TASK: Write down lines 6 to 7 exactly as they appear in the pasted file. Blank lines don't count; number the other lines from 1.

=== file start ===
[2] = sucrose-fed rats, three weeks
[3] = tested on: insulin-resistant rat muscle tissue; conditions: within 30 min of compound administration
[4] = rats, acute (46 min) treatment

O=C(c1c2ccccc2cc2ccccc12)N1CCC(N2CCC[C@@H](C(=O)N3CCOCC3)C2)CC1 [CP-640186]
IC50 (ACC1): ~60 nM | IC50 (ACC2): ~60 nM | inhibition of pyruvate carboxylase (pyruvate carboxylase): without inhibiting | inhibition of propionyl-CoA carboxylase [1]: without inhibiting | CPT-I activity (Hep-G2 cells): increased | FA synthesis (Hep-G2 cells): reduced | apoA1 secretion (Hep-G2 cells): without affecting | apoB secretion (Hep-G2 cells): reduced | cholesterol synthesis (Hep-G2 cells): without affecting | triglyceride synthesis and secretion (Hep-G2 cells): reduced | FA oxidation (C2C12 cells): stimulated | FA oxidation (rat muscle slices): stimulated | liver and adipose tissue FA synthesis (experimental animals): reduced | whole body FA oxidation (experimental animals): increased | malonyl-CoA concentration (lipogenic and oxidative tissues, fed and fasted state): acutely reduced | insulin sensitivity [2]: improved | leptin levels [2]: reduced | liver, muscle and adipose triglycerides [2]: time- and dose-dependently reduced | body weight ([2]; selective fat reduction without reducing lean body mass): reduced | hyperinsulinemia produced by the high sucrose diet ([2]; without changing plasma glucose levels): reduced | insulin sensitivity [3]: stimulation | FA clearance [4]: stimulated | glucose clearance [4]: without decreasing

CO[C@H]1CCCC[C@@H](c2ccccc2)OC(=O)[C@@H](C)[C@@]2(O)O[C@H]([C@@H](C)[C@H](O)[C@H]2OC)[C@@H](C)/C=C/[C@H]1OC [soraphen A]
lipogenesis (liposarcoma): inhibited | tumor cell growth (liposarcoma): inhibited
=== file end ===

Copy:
CO[C@H]1CCCC[C@@H](c2ccccc2)OC(=O)[C@@H](C)[C@@]2(O)O[C@H]([C@@H](C)[C@H](O)[C@H]2OC)[C@@H](C)/C=C/[C@H]1OC [soraphen A]
lipogenesis (liposarcoma): inhibited | tumor cell growth (liposarcoma): inhibited